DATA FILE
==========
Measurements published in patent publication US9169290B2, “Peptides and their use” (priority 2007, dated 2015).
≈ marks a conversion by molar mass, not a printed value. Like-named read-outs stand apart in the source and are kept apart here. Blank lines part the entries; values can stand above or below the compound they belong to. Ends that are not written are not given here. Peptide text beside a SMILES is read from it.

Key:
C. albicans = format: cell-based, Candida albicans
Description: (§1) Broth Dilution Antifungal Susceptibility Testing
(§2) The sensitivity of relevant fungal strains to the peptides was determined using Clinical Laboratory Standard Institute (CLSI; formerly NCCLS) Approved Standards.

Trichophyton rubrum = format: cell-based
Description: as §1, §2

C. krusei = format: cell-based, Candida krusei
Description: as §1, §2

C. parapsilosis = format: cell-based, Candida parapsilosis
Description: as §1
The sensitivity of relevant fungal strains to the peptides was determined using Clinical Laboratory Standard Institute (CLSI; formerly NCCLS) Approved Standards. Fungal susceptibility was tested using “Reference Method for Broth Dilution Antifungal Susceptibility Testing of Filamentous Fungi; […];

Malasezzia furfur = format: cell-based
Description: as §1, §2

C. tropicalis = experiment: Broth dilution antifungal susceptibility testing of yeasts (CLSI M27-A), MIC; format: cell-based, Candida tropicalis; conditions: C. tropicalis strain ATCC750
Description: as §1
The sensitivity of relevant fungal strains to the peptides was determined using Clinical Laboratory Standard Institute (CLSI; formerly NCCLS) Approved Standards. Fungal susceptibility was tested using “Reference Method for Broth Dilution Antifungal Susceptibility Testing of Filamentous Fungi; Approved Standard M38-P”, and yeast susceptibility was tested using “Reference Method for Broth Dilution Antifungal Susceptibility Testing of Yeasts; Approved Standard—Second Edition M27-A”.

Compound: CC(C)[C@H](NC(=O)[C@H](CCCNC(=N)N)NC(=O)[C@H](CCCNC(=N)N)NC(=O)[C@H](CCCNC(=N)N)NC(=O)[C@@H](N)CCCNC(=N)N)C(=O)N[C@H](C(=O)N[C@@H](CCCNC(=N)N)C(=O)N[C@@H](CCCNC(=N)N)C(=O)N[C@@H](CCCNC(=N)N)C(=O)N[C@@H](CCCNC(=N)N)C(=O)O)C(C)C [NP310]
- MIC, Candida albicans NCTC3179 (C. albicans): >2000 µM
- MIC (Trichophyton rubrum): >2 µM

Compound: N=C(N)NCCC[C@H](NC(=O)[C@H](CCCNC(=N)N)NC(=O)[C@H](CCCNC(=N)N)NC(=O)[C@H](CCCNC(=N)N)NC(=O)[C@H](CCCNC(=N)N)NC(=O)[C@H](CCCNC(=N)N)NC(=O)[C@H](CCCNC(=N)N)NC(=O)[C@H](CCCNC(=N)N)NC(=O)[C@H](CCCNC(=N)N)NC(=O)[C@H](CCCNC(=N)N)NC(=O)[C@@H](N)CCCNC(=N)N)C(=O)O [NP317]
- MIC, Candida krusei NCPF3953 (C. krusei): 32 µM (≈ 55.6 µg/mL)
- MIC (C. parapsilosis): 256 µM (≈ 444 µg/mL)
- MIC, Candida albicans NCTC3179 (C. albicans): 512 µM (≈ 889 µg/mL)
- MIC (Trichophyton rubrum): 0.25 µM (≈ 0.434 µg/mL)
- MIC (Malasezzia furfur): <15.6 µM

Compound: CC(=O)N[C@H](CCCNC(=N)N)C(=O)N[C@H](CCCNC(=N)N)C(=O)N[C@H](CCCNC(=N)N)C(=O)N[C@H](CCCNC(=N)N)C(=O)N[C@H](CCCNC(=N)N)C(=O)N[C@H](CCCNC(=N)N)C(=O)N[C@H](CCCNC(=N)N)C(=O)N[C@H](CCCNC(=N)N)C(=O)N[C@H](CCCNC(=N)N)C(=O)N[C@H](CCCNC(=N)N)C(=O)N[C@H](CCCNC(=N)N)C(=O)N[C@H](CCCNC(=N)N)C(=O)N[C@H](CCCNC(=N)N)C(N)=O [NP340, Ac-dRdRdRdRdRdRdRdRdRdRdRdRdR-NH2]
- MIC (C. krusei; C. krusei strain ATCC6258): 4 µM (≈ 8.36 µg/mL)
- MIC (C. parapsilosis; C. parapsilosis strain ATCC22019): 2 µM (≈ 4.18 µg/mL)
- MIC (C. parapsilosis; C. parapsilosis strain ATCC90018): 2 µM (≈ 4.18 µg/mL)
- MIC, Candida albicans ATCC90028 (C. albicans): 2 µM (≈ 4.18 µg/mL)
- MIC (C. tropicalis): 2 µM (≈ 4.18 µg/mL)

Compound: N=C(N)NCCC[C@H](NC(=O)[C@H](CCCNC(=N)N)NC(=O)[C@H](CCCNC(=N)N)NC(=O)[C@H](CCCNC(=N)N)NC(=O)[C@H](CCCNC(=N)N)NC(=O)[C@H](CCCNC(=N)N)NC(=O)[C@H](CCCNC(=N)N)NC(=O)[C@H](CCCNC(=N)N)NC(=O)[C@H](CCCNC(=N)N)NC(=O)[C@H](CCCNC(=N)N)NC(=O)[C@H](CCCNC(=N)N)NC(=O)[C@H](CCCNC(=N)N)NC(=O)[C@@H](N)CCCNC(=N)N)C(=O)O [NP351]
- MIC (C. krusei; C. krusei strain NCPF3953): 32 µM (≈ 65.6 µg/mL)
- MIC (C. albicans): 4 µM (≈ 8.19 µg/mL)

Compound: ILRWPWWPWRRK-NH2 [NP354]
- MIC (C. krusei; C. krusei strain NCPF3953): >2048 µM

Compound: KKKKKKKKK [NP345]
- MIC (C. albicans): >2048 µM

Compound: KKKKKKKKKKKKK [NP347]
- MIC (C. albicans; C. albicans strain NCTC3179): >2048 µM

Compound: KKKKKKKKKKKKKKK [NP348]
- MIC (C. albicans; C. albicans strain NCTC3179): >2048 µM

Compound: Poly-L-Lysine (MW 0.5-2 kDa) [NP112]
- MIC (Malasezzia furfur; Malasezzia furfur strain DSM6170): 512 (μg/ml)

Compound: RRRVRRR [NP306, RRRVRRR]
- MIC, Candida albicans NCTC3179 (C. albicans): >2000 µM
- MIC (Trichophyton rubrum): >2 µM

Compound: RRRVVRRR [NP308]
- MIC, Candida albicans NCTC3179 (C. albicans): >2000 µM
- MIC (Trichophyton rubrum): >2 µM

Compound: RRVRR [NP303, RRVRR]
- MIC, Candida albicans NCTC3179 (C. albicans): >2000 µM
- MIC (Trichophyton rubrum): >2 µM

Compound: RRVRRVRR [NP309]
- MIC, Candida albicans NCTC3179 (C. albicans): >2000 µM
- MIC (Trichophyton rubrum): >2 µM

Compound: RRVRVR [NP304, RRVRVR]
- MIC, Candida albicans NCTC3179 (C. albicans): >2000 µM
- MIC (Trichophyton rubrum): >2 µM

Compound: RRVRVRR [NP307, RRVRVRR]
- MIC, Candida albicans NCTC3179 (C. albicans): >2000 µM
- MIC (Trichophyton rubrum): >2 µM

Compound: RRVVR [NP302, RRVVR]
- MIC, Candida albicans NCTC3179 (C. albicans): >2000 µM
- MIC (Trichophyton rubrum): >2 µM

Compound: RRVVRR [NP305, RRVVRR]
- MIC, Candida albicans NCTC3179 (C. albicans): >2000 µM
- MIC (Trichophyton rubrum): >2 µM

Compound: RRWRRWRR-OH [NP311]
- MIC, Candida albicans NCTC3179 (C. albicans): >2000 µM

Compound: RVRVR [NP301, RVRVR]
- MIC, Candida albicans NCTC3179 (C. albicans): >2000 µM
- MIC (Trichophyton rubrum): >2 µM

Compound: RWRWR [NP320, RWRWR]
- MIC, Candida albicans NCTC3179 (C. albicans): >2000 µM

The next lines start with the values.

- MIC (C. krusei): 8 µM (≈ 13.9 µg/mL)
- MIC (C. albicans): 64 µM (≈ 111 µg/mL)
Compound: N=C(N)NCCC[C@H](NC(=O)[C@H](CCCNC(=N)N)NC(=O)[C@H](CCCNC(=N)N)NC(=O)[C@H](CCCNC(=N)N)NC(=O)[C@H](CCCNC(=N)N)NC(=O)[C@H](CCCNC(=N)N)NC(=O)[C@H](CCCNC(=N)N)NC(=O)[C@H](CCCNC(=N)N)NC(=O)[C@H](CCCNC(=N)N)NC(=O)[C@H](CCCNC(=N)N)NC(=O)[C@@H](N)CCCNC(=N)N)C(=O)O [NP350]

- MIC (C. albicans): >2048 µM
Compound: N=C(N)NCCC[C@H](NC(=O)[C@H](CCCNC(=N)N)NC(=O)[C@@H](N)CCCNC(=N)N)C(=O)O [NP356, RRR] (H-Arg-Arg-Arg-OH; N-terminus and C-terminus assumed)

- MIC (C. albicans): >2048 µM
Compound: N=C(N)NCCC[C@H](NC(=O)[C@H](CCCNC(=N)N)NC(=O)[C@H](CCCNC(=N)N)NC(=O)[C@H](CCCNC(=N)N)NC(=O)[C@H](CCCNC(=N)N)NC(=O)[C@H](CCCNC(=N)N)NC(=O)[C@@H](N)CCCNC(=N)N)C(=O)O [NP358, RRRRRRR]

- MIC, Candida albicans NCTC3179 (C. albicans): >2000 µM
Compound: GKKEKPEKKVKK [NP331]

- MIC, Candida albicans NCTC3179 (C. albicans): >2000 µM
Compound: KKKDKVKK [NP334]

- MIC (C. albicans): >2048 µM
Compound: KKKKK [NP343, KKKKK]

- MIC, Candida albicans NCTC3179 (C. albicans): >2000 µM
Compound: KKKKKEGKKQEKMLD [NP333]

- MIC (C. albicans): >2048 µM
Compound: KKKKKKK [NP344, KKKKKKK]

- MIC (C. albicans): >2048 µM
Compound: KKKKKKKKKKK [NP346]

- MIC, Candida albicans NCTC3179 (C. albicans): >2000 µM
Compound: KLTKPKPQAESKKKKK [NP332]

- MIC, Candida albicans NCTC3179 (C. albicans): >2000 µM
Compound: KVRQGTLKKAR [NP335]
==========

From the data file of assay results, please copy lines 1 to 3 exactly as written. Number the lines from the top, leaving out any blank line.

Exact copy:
Measurements published in patent publication US9169290B2, “Peptides and their use” (priority 2007, dated 2015).
≈ marks a conversion by molar mass, not a printed value. Like-named read-outs stand apart in the source and are kept apart here. Blank lines part the entries; values can stand above or below the compound they belong to. Ends that are not written are not given here. Peptide text beside a SMILES is read from it.

Key: